Network Ten makes changes to popular soap
SYDNEY — Network Ten unveiled the revamp of 22-year-old soap “Neighbours” last week, and attracted more than 1 million viewers to Ramsay Street, the highest figure this year.
Australia’s longest running series, “Neighbours” has sold to more than 50 territories. It became so popular in Blighty that an Australian inflection was recognized in Estuary English, the accent commonly spoken in southeast England.
However, back home, the shine had come off the residents of Ramsay Street, which regularly attracted auds of 2 million in the 1980s.
Viewership had sunk below 700,000, and the soap was no longer a water-cooler topic, eclipsed by U.S. hits like “Grey’s Anatomy.”
So Ten, in conjunction with producer FremantleMedia, thought it was time for renovations.
“The show’s early evening slot is really important for us to launch our primetime schedule,” says Beverley McGarvey, Ten’s network head of programming. “Also, I think it was just time — not that there was anything wrong with the show, but anything that has been around that long just needs a bit of a shake up.”
Changes for “Neighbours” are wide ranging. There are new opening credits and theme song, a range of new, often younger, characters, but there are also the staples — a wedding and a cliffhanger tragedy.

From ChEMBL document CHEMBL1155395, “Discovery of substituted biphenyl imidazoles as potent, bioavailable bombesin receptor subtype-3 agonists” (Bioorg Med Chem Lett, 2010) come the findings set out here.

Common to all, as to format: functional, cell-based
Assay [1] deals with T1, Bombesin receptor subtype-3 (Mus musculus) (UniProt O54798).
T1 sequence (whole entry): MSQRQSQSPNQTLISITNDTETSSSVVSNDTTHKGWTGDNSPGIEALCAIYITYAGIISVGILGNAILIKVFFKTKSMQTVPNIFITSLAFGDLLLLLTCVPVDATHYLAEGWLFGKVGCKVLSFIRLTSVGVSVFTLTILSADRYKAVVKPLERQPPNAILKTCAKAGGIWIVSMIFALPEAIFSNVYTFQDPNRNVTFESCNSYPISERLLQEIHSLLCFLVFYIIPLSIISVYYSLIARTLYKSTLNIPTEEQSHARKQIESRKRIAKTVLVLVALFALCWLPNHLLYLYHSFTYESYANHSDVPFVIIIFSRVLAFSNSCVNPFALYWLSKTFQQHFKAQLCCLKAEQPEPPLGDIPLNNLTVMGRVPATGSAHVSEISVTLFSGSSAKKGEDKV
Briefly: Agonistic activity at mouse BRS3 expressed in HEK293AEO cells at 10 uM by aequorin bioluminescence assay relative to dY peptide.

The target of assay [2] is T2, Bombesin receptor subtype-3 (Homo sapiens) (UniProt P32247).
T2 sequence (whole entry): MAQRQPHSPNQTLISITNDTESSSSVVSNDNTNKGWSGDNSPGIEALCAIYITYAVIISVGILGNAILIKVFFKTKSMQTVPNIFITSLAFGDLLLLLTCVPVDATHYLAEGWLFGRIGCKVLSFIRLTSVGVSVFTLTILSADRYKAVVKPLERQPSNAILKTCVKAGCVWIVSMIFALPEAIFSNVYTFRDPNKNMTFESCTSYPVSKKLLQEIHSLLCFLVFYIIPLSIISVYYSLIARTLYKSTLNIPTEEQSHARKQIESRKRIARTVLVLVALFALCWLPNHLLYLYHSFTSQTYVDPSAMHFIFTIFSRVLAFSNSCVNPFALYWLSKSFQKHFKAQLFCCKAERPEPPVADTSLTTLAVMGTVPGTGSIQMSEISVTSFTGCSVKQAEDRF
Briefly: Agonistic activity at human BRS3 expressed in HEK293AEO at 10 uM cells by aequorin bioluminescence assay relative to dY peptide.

The first challenge on a soap with several storylines in the air was to wrap most of them up so viewers could come in fresh to the “new” skein on the back of a big wave of publicity.
And come they did.
“We had expected to see small, incremental ratings increases as people became aware of the changes,” McGarvey says. “We truthfully weren’t banking on a big jump on Monday night, but we got a significant lift.”
Also lifted is “Neighbours” budget, courtesy of FremantleMedia and new Blighty affiliate Five, the RTL-backed web that stole the show from the BBC.
There will be more exteriors to help it compete with rival soap “Home and Away,” and the show will move to high definition in the new year to boost overseas sales.
“Neighbours” changes will continue to roll out over 12 months, but that was always Ten’s aim for a show that has become part of Down Under’s cultural landscape and one of its most successful TV exports, making stars of Kylie Minogue and Alan Dale (“24,” “The O.C.”), among many others.
“With a show like this, it isn’t a sprint, it’s a marathon,” says McGarvey. “We have been here for 22 years, and we hope to be here for many more years.”